Saturday, November 9, 2013

Intentional anonymity, or Un?

This post is not about the amusing/appalling mayor of Toronto, I swear; but for reasons you'll understand shortly, I have to open with a quote from a story about him in this week's Newsweek:
The defense proffered by Toronto mayor Rob Ford, caught in a video smoking crack, is astoundingly, bracingly forthright: "Yes, I have smoked crack cocaine.... Probably in one of my drunken stupors, probably approximately about a year ago." Let the smoke settle on that one: He's seeking absolution for drug use by claiming annihilation by alcohol. The ancient Greeks might have called that hubris. I call it genius. 
I think the Toronto mayor - about whose politics I know almost nothing, other than that they manage to combine stupidity and dishonesty in ever-more original arrangements - has chosen the shrewdest defense available to him, calculating that his white constituents' fascination with crack cocaine makes him seem more like a cultural adventurer than a desperate fiend.
The icky conclusion I've come to is that Ford chose the perfect drug to abuse. 
Now, here is the most interesting question inspired by the quote above: exactly whose opinion is this, really? I don't mean, "Who are the people who share the author's view?" What I mean, simply, is "Who the hell is the author?"  Period.  Again, not, "Who does he or she think he or she is to hold or voice this opinion?" No. I mean, "What is his or her NAME?"  In the first three paragraphs, the author is right there with us no fewer than four times: "I call it . . . I think . . . I know . . . I've come to . . . ."  WHO ARE YOU?

I'm all about using the first-person in formal writing.  I've never taught my students to avoid it.  But it should be intentional.  It should serve a purpose.  That purpose is defeated if the author is anonymous, unless the purpose is merely to set an in-your-face tone.  If that's the purpose here, then, "Mission Accomplished!"  Coward.  Really.  If you're going to make a point of putting your face nose-to-nose with mine while you voice your opinion, then come out from under your burka, Bob, or Betty, or whoever you are.

Interestingly, I can ask this same question about any of the articles in this week's Newsweek (maybe all of them since January; heck, I haven't really been paying attention that closely).  It doesn't come out in print any more, just in case you missed that.  Since last January, it's digital only.  That trend (or the threat thereof) was actually one of the principle reasons I chose to ask for an iPad for Christmas last year rather than a new piece of skydiving gear.  And don't misunderstand my issue here--I like the digital version.  I like the bright images and the ability to link to video or audio or right on out of the magazine entirely.  But I digress.  My point is, when did this anonymity become a feature of a major news magazine?  Or am I wrong to still think of Newsweek in that way?  Is it now a rag?  Has its cachet plummeted so precipitously that the writers no longer care to be credited for their work?  Fascinating.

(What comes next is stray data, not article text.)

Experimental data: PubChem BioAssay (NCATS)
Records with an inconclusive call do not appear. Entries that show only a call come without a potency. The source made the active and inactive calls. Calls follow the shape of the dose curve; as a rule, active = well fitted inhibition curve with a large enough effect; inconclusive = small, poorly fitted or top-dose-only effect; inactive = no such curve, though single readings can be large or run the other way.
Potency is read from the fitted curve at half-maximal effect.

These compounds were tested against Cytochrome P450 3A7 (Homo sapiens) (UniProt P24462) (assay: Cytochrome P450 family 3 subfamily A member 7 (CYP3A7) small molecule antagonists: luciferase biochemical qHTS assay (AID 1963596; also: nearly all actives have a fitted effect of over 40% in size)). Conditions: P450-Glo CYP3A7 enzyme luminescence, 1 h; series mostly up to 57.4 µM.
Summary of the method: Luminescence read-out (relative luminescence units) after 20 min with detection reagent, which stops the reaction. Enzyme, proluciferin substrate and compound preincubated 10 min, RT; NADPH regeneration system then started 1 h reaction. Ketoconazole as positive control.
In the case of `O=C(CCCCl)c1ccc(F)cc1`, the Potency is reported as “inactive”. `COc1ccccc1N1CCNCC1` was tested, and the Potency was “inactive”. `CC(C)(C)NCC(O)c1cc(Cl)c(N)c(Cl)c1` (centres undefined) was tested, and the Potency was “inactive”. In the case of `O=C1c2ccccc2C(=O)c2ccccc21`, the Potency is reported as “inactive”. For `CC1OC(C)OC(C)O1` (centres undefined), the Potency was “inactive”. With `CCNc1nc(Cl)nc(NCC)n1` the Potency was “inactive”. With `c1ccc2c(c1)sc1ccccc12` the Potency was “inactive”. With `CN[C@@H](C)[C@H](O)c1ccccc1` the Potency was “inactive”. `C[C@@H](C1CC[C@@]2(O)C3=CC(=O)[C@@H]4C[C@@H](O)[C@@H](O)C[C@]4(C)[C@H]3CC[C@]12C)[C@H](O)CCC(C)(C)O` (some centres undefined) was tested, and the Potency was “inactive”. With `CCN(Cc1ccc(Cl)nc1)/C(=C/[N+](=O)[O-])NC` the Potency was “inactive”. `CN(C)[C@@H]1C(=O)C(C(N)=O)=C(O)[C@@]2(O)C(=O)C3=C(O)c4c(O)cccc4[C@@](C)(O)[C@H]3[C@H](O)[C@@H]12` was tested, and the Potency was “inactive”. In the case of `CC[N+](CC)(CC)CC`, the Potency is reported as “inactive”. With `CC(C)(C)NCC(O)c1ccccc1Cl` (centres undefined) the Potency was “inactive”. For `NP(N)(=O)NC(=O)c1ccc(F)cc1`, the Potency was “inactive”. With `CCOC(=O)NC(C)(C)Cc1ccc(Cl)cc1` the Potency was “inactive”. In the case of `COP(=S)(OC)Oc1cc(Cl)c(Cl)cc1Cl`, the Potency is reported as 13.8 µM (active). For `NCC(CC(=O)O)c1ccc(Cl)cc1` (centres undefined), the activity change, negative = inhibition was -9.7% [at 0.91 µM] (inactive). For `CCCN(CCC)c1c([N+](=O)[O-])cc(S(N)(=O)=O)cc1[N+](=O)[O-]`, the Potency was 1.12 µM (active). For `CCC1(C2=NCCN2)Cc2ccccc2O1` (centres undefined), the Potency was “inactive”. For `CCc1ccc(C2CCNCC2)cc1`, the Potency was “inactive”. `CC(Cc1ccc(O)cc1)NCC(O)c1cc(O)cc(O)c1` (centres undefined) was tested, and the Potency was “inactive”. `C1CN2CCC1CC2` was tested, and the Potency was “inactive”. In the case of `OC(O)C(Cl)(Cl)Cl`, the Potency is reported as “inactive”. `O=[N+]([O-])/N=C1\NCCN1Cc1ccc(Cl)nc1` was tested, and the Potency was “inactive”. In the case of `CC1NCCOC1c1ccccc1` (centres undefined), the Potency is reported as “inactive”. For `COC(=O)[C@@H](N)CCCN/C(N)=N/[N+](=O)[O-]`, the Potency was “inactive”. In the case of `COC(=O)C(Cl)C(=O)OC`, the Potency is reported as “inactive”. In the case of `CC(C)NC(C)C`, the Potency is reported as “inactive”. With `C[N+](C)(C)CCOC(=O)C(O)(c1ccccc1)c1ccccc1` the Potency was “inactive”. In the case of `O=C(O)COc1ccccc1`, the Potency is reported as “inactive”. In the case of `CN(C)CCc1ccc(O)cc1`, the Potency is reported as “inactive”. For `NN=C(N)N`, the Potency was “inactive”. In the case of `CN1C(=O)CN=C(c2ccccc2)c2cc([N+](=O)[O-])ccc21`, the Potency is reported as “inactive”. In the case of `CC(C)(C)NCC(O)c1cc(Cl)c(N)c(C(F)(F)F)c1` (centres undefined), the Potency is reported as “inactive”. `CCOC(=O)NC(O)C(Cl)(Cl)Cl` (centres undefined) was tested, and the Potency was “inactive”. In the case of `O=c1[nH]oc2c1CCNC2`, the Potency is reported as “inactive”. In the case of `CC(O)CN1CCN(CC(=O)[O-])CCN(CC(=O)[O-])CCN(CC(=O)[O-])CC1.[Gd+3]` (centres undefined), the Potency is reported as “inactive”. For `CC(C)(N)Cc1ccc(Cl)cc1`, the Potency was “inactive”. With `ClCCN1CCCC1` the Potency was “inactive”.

Just in case, if there's a way to see the byline on these articles, and I'm just so much of a Luddite that I'm missing it, feel free to clue me in, by all means. And, of course, I know (or hope) that the author isn't really a coward.  I know that someone way above him or her in the corporate food chain decided this was a good idea.  And I'm thankful to my own cousin, Barry, for trying to warn me years ago where we were headed.

Oh wait!  I think they just answered my question. Here is the first sentence from the lead story in this issue; thus, the first sentence in the issue:  "No one could ever accuse Newsweek of undcovering [sic] the Kennedy administration."  Unless they're attempting to coin a new word (move over Shakespeare), I think they meant undercovering. Carmax has better proofreaders.

Rag. Definitely. Digital rag.